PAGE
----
Using The Second SPI Port – SPI1

SPI1 Demo
In this post, we’re going to quickly tell you how to use the second hardware SPI port that’s present on the Pico/Nano boards. The board support package (BSP) already contains the required libraries so all that’s needed to do is call the appropriate functions in your sketch.

Wiring:

The default hardware SPI port uses the D10 (SS), D11 (MOSI), D12 (MISO) & D13 (SCK) pins for communication. This is very common across almost all the Arduino boards. The second hardware I2C port uses the A6 (SS), A7 (MOSI), A0 (MISO) & A1 (SCK) pins for communication.

For this example, we are going to interface a 3rd party 8×8 LED matrix board (MAX7219) that uses SPI for communication. The Pico and Nano are both 5V boards so please make sure the module you use is 5V compatible or else you will need to use a level shifter to convert the 5V signals to 3.3V and vice-versa.

Here’s what the connections look like:

  • Connect the CLK pin to A1
  • Connect the SS pin to A6
  • Connect the MOSI pin to A7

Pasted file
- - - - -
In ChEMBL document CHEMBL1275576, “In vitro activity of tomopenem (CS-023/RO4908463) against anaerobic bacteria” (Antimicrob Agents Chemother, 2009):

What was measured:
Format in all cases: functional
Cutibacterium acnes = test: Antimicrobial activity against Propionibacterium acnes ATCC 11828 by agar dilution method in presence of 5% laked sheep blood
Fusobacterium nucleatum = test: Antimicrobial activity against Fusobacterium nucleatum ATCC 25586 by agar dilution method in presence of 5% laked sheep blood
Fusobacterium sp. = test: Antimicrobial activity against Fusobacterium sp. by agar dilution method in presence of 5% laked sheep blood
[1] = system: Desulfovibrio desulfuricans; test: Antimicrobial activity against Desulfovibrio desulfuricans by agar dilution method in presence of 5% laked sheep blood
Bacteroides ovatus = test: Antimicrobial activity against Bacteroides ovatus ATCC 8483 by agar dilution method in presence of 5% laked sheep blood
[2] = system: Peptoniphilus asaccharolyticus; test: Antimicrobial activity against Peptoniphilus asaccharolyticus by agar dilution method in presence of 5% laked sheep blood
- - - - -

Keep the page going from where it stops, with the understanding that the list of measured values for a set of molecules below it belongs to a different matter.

• Connect the 5V and GND pins to the microcontroller or appropriate power source

SPI1 Wiring SPI1 Wiring

The Sketch:

Using the new SPI port is very simple. You simply need to use SPI1 instead of SPI. Here’s what the sketch looks like:

void setup()
{
  pinMode(slaveSelectPin, OUTPUT);

  SPI1.begin();
  initMAX7219();
}

void loop()
{
  for(int i=1; i<9; i++)          //Display B
      writeTwoBytes(i,bytesB[i-1]);
  delay(500);                    
  
  for(int i=1; i<9; i++)          //Display N
      writeTwoBytes(i,bytesN[i-1]);
  delay(500);                    

  for(int i=1; i<9; i++)          //Display B
      writeTwoBytes(i,bytesB[i-1]);
  delay(500);                    
  
  for(int i=1; i<9; i++)          //Display E
      writeTwoBytes(i,bytesE[i-1]);
  delay(500);     

  for(int i=1; i<9; i++)          //Clear display
      writeTwoBytes(i,0x00);
  delay(500);
}

We start by setting up the SPI port we then call the initialization function for the module which initializes the MAX7219 chip. We then repeatedly display the characters BNBE on the module.

Here’s what the function that sends two bytes to the MAX7219 looks like:

void writeTwoBytes(unsigned char byte1, unsigned char byte2)
{
  digitalWrite(slaveSelectPin, LOW);
  SPI1.transfer(byte1);
  SPI1.transfer(byte2);
  digitalWrite(slaveSelectPin, HIGH);
}

We have omitted the initialization function from this post as that’s dependent on the module that’s being interfaced. You can download the entire sketch using the link below if you need to use it.

Here’s what the output looks like:

SPI1 - Demo SPI1 Demo

Download the SPI1 demo sketch here.